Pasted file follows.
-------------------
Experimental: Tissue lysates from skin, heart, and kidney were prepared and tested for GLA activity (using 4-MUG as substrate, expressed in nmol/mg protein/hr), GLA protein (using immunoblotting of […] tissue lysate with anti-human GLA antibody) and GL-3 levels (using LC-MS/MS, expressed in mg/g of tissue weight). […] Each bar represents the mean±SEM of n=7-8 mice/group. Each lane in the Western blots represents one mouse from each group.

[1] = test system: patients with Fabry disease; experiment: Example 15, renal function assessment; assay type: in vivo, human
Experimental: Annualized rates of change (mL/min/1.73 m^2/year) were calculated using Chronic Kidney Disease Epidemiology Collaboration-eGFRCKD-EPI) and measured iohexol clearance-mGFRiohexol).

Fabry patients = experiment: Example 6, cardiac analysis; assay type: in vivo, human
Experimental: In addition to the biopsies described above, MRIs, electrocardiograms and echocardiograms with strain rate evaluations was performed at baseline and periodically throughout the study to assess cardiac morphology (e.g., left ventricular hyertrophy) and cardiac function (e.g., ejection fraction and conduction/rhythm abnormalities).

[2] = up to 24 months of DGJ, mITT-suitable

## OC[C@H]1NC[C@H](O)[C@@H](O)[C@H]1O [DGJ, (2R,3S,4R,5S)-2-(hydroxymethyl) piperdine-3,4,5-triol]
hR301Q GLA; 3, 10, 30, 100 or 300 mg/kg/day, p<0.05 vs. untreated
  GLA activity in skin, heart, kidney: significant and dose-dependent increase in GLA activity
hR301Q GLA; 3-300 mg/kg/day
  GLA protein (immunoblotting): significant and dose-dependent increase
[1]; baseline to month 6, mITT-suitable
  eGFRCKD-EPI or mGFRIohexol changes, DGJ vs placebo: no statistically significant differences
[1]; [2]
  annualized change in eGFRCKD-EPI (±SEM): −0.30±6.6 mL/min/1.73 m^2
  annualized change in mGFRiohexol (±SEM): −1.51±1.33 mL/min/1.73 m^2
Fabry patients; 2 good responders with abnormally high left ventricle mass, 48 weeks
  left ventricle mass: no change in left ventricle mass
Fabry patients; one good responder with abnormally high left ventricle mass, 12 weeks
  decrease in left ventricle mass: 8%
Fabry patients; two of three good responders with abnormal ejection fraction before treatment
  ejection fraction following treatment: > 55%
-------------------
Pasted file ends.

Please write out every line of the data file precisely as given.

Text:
Experimental: Tissue lysates from skin, heart, and kidney were prepared and tested for GLA activity (using 4-MUG as substrate, expressed in nmol/mg protein/hr), GLA protein (using immunoblotting of […] tissue lysate with anti-human GLA antibody) and GL-3 levels (using LC-MS/MS, expressed in mg/g of tissue weight). […] Each bar represents the mean±SEM of n=7-8 mice/group. Each lane in the Western blots represents one mouse from each group.

[1] = test system: patients with Fabry disease; experiment: Example 15, renal function assessment; assay type: in vivo, human
Experimental: Annualized rates of change (mL/min/1.73 m^2/year) were calculated using Chronic Kidney Disease Epidemiology Collaboration-eGFRCKD-EPI) and measured iohexol clearance-mGFRiohexol).

Fabry patients = experiment: Example 6, cardiac analysis; assay type: in vivo, human
Experimental: In addition to the biopsies described above, MRIs, electrocardiograms and echocardiograms with strain rate evaluations was performed at baseline and periodically throughout the study to assess cardiac morphology (e.g., left ventricular hyertrophy) and cardiac function (e.g., ejection fraction and conduction/rhythm abnormalities).

[2] = up to 24 months of DGJ, mITT-suitable

## OC[C@H]1NC[C@H](O)[C@@H](O)[C@H]1O [DGJ, (2R,3S,4R,5S)-2-(hydroxymethyl) piperdine-3,4,5-triol]
hR301Q GLA; 3, 10, 30, 100 or 300 mg/kg/day, p<0.05 vs. untreated
  GLA activity in skin, heart, kidney: significant and dose-dependent increase in GLA activity
hR301Q GLA; 3-300 mg/kg/day
  GLA protein (immunoblotting): significant and dose-dependent increase
[1]; baseline to month 6, mITT-suitable
  eGFRCKD-EPI or mGFRIohexol changes, DGJ vs placebo: no statistically significant differences
[1]; [2]
  annualized change in eGFRCKD-EPI (±SEM): −0.30±6.6 mL/min/1.73 m^2
  annualized change in mGFRiohexol (±SEM): −1.51±1.33 mL/min/1.73 m^2
Fabry patients; 2 good responders with abnormally high left ventricle mass, 48 weeks
  left ventricle mass: no change in left ventricle mass
Fabry patients; one good responder with abnormally high left ventricle mass, 12 weeks
  decrease in left ventricle mass: 8%
Fabry patients; two of three good responders with abnormal ejection fraction before treatment
  ejection fraction following treatment: > 55%